Tim Kaine Claims He Has The Votes Necessary In The Senate To Pass The War Powers Act

Tim Kaine Claims He Has The Votes Necessary In The Senate To Pass The War Powers Act


Democrat Senator Tim Kaine said today that he believes he has the votes in the Senate to pass his version of the War Powers Act.

That Act has the purpose of limiting President Trump’s ability to act in foreign military actions.  

So let me get this straight, we finally get a President who is keeping us safe, not putting boots on the ground, and defending America, and the Democrats have a problem with that?

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As my 4 year old would say:  “seriously?”

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Here's more on the story, from our friends over at The Hill:

Senate Democrats hoping to rein in President Trump’s ability to wage war against Iran secured majority support Tuesday for Sen. Tim Kaine’s (D-Va.) war powers resolution, but the timing of the measure is now in flux.

In a procedural snafu, Democrats won’t be able to force a vote on the measure until Tuesday at the earliest — the same day the Senate is expected to start Trump’s impeachment trial.

Senators are now working out the timing of when the resolution will be taken up, but Democrats were celebrating reaching the majority milestone Tuesday.

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“The good news from my standpoint is I now have 51 declared votes, with more considering getting on board, so it may be more than 51,” Kaine said.

The resolution was pushed over the top after Republican Sens. Todd Young (Ind.) and Susan Collins(Maine) said Tuesday they would support the measure following changes Kaine made in an effort to win GOP support.

“So I will be supporting shall we call it Kaine 2.0, the newer Kaine language,” Young said. “I just believe that prospectively Congress needs to stand up and take seriously for the first time in a long time our Article One responsibilities to authorize military force as things move forward.”

In her own statement, Collins said she would co-sponsor the revised resolution because Congress “cannot be sidelined on these important decisions.”

“The Kaine resolution would continue to allow the president to respond to emergencies created by aggression from any hostile nation, including Iran, and to repel an imminent attack by Iran or its proxy forces. It also does not alter the president’s inherent authority as commander in chief to defend our nation and U.S. forces abroad,” she said. “It simply makes clear that only the legislative branch may declare war or commit our armed forces to a sustained military conflict with Iran.”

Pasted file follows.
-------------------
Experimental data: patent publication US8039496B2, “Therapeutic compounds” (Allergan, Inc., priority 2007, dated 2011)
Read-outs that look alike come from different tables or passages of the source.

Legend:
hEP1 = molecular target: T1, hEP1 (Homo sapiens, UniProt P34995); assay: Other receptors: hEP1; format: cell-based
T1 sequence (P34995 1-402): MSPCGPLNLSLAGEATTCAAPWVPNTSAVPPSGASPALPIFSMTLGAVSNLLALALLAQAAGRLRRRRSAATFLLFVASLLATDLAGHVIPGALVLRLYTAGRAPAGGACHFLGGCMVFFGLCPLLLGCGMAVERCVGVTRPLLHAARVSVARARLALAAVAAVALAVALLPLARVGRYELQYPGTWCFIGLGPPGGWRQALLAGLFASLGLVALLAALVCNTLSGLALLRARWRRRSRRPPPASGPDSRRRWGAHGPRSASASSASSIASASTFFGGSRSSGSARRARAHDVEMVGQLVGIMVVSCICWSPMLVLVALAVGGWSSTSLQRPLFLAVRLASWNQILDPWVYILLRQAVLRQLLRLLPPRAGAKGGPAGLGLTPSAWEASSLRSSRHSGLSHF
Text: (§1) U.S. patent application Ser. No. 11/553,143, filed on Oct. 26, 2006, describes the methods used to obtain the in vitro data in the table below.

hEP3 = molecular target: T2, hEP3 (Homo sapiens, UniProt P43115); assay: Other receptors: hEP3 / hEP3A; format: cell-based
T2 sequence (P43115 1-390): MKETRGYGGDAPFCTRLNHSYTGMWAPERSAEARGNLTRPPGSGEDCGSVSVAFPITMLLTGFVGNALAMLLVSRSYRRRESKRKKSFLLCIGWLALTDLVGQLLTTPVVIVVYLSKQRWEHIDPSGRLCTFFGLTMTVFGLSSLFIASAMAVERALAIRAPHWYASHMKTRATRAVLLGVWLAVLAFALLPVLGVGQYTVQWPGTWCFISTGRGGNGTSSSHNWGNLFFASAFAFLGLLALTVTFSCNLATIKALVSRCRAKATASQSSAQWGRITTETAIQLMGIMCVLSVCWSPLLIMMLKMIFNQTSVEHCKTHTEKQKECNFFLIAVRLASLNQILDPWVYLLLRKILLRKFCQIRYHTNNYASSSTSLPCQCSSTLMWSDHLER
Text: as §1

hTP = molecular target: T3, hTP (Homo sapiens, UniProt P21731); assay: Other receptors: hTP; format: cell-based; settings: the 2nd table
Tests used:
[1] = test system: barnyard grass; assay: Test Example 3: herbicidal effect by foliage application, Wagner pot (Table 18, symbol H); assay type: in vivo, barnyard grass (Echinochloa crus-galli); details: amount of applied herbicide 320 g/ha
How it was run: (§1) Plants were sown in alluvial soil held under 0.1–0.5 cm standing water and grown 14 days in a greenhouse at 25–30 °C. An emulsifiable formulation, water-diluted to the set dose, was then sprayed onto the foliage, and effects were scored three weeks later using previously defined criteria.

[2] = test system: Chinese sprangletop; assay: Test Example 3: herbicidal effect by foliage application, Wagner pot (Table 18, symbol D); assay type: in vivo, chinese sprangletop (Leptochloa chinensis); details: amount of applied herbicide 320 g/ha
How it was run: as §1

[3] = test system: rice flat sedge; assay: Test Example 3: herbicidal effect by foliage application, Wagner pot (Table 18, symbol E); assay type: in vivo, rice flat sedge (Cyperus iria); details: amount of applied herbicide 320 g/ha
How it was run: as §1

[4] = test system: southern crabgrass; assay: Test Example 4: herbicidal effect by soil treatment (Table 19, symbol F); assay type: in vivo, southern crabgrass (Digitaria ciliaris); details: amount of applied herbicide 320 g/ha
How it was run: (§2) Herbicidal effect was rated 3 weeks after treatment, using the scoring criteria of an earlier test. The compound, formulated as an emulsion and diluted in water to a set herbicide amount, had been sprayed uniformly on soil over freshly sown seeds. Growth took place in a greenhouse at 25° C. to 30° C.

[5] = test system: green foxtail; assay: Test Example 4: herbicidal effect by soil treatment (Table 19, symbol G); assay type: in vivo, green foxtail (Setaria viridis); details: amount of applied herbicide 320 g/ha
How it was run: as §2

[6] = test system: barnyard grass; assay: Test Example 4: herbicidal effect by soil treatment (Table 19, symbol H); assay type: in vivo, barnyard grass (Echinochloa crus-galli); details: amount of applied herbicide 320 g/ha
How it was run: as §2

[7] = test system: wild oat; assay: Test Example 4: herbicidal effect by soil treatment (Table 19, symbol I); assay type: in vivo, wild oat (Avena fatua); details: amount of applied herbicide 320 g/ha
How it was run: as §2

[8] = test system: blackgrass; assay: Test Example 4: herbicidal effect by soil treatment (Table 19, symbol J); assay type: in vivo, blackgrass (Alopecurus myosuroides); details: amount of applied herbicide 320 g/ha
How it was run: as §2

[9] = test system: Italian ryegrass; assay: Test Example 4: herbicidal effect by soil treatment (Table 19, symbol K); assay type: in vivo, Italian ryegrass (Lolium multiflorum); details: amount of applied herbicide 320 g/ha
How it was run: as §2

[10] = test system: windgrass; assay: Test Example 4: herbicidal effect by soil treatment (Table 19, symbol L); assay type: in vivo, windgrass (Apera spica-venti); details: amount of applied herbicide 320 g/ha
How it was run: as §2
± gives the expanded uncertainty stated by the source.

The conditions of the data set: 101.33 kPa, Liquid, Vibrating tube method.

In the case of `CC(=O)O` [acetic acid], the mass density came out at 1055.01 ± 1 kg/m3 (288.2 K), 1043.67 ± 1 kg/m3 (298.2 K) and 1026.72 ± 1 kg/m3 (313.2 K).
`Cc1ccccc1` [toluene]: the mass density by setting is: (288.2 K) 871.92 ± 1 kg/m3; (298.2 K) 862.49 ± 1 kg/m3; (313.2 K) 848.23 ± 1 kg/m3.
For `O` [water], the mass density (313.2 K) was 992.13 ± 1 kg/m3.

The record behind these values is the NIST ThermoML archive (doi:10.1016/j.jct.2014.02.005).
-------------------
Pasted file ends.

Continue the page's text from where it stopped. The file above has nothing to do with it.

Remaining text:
Young and Collins joined Republican Sens. Rand Paul (Ky.) and Mike Lee(Utah), who said they would support Kaine’s resolution last week after being infuriated by the Trump administration’s closed-door briefing on Iran.

With every Democrat expected to support the resolution, four Republicans creates the simple majority it needed to pass.

The Senate is barreling toward a vote to check Trump’s war-making authority amid continued questions about the administration’s justification for a drone strike that killed Iranian Gen. Qassem Soleimani.

The administration has offered shifting explanations for why they carried out the strike, from citing Soleimani’s past attacks to claiming without evidence that he was plotting “imminent” attacks.

On Monday, Trump argued on Twitter it “doesn’t really matter” if Soleimani was planning imminent attacks because of his “horrible past.”

The Senate Foreign Relations Committee was initially scheduled to get another closed-door briefing Wednesday from State Department officials on authorities for the use of force against Iran, but the meeting was canceled on Tuesday evening.

The House approved a war powers resolution last week in a largely party-line vote. The type of resolution Democrats used does not require Trump’s signature but may also not be legally binding.

Kaine’s resolution would be legally binding but would need Trump’s signature — setting Congress up for a veto showdown with Trump. Kaine noted he expects the House will take up his resolution once it passes the Senate.

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Senate Democrats were originally expected to force a vote on Kaine’s resolution this week.

But Young and Collins said they wouldn’t support an initial procedural vote on Kaine’s original resolution, quashing a plan to get the resolution to the floor this week and then amend it on the floor.

In his bid to win Republican support, Kaine eliminated direct references to Trump from the findings section of the measure over concerns it was too political. He also changed the wording to say the administration must “terminate the use of United States Armed Forces for hostilities” against Iran, rather than “removing,” amid concerns that would signal a pullback of U.S. troops from the region.

“I’m not likely to force a vote on Kaine one because I’ve got the votes on Kaine two and not on Kaine one,” Kaine said. “And I do think there’s something virtuous about bringing up the bipartisan version.”

Kaine introduced the second version as its own resolution Thursday, meaning the earliest Democrats can force a vote is Jan. 21.


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